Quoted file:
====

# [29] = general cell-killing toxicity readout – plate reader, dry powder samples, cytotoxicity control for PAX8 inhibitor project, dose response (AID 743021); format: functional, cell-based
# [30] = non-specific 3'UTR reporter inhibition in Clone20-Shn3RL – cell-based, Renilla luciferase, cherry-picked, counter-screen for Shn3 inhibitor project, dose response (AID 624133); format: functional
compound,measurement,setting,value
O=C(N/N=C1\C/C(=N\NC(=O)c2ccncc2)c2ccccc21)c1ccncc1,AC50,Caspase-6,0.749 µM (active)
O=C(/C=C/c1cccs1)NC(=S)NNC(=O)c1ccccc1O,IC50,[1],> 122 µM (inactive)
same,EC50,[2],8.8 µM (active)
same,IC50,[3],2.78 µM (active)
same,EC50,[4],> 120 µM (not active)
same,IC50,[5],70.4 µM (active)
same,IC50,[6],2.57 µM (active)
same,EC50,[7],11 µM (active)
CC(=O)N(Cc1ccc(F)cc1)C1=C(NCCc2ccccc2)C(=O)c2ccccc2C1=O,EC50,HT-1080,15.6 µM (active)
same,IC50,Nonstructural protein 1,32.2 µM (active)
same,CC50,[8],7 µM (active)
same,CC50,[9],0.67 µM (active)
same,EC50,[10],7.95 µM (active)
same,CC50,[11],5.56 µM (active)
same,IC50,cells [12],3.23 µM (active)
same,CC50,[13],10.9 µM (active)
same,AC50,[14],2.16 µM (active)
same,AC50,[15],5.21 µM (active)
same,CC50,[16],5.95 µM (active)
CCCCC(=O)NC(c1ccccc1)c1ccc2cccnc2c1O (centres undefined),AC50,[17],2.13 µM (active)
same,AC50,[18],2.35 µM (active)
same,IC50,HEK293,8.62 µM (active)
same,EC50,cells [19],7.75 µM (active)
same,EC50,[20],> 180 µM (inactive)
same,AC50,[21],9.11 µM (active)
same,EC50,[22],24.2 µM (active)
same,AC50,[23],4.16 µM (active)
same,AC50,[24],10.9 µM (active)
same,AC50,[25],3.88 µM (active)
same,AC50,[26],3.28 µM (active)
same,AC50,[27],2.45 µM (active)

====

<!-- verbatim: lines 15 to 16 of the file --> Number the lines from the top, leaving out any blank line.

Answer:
same,CC50,[9],0.67 µM (active)
same,EC50,[10],7.95 µM (active)